Teeth-Grinding–Yes, It’s a Problem

Bruxism, or the habit of constantly grinding your teeth together, is more common than many people suspect, and more dangerous than some bruxers (people who grind their teeth) realize. When Dr. Wright examines your mouth during your routine dental checkup, one of the things he searches for is signs of damage that can indicate a teeth-grinding habit. If discovered, such signs could become serious issues if the habit is allowed to continue. Luckily, bruxism is highly treatable once you know you have it, but you may need the expertise of your Southlake family dentist to stop it.

Why is it Dangerous?

Stress and anxiety are among the most common reasons for excessive teeth grinding. Like stress, bruxism isn’t necessarily a threat in small and not-too persistent doses. When you’re tense, scared, or angry, you may clench your jaw, along with all of your body’s muscles, until the feeling passes. Over time, the consistent friction and pressure of bruxism can damage them, or exhaust the joints and muscles that drive your grinding teeth.

How to Tell if You’re a Bruxer

A significant hitch in bruxism detection is that most patients grind and clench their teeth at night, while they’re asleep. If it happens during the day, you can consciously stop yourself, or employ tricks like placing the tip of your tongue between your upper and lower front teeth. Dr. Wright can notice the usual suspects while examining your smile, such as excessively worn teeth and characteristic tooth cracks, chips, and breaks, and prescribe a solution to address the root of the problem. A bruxism appliance, which is similar to a sports mouthguard, can help protect your teeth from each other while you sleep at night, preventing dental damage from teeth rubbing together.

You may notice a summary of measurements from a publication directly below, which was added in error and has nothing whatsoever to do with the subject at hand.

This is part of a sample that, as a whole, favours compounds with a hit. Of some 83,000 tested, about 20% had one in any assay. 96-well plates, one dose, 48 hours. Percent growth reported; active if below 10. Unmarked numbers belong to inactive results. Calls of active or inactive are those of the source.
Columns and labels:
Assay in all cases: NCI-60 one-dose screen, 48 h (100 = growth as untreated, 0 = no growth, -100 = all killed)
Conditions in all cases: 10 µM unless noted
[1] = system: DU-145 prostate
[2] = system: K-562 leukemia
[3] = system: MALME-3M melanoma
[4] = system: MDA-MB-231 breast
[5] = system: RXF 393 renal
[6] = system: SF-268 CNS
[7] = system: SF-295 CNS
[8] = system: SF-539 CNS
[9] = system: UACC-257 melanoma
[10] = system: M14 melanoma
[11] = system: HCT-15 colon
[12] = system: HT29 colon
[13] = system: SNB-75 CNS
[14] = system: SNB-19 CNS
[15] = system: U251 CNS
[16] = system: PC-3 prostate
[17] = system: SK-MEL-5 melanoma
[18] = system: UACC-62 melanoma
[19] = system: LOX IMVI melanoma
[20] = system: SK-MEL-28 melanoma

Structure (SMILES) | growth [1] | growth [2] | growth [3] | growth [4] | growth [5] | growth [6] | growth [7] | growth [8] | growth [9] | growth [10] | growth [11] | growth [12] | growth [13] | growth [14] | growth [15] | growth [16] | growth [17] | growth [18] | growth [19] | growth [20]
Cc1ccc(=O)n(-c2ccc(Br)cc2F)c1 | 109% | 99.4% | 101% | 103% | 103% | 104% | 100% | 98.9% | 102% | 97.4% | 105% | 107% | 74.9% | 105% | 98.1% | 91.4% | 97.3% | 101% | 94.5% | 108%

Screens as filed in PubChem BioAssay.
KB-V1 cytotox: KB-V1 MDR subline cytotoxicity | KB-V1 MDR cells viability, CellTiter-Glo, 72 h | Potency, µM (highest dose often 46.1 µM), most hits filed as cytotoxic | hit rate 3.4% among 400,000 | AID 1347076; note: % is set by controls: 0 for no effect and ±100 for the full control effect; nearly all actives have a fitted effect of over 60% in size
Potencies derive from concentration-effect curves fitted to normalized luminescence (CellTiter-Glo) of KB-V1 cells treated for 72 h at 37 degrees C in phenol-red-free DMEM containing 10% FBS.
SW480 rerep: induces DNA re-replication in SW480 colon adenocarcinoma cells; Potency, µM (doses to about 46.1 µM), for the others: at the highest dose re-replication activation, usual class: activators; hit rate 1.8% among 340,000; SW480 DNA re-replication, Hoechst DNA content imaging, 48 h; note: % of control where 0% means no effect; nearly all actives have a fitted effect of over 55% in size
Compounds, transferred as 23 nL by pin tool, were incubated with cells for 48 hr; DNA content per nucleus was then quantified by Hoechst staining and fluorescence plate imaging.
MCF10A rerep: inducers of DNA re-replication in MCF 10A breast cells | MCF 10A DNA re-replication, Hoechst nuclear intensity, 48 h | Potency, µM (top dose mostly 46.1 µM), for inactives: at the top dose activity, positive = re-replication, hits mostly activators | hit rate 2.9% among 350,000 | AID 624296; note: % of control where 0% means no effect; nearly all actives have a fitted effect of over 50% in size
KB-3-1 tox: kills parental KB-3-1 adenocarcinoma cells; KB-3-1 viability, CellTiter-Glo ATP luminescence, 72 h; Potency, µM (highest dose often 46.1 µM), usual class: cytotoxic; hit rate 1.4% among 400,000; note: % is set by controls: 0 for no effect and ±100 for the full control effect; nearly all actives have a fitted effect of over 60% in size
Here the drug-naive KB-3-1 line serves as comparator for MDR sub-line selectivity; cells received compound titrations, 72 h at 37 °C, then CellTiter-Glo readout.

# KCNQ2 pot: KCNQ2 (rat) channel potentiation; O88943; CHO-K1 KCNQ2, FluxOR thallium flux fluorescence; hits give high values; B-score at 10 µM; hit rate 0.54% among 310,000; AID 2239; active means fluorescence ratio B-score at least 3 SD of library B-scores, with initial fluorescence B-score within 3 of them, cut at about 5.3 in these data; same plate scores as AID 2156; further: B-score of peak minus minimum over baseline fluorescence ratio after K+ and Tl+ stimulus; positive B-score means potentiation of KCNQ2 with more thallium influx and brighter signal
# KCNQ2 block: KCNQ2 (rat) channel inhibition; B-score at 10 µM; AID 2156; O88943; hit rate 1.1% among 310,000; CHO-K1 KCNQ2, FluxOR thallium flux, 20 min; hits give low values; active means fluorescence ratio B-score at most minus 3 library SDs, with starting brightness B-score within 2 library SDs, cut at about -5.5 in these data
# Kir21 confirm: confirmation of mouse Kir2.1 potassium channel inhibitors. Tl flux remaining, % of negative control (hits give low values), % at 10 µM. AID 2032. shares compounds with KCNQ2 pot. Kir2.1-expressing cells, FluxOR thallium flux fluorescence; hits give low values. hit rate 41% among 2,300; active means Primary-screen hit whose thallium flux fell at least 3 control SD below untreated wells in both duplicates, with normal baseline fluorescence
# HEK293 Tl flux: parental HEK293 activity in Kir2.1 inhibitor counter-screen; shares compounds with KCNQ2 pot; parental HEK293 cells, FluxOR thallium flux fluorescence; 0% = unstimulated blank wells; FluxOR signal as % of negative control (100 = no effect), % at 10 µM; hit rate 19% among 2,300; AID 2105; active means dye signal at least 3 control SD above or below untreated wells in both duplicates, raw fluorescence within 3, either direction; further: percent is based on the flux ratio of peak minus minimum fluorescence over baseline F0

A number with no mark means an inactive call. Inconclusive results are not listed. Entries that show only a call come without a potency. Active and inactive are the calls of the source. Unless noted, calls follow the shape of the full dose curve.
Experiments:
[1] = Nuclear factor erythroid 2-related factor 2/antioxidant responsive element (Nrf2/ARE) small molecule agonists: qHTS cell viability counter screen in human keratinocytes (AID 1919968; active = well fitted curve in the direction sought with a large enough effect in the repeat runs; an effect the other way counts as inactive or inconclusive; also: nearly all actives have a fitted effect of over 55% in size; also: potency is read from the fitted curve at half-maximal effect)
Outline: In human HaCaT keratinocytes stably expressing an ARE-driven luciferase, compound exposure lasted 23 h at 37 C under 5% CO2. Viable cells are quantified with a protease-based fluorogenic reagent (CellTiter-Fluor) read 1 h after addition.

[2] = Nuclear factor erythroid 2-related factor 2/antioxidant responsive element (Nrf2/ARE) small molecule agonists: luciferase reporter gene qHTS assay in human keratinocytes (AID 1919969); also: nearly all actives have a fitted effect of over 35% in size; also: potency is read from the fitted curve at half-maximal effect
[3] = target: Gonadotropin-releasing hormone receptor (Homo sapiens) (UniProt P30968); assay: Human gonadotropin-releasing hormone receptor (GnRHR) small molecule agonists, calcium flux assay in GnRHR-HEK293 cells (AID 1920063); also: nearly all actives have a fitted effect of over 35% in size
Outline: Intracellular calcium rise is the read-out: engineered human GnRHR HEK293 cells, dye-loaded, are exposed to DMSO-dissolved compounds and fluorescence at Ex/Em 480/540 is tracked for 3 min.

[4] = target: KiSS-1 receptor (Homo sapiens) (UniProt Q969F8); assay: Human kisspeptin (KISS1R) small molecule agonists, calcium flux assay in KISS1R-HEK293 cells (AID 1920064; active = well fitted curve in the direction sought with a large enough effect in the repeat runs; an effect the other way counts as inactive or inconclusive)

Why You Can’t Just Stop

Aside from the fact that most bruxers grind in their sleep, the condition is often caused by a dental issue that must be resolved before your jaw can relax. TMJ disorder, a dysfunction involving damaged, inflamed, or misaligned jaw joints, can cause your jaw to spasm and force your teeth against each other. If your bite is imbalanced because your teeth are crooked, then straightening them with orthodontic treatment may be your avenue of relief.

About Your Southlake Dentists:

As a native Texan, Dr. Gregory Wright opened his private practice in Southlake, TX in 1992. He and Dr. Victoria Heron are happily accepting new patients from Southlake, Grapevine, Keller, Trophy Club, Colleyville, and all surrounding communities. To schedule an appointment, call our office today at (817) 481-7999.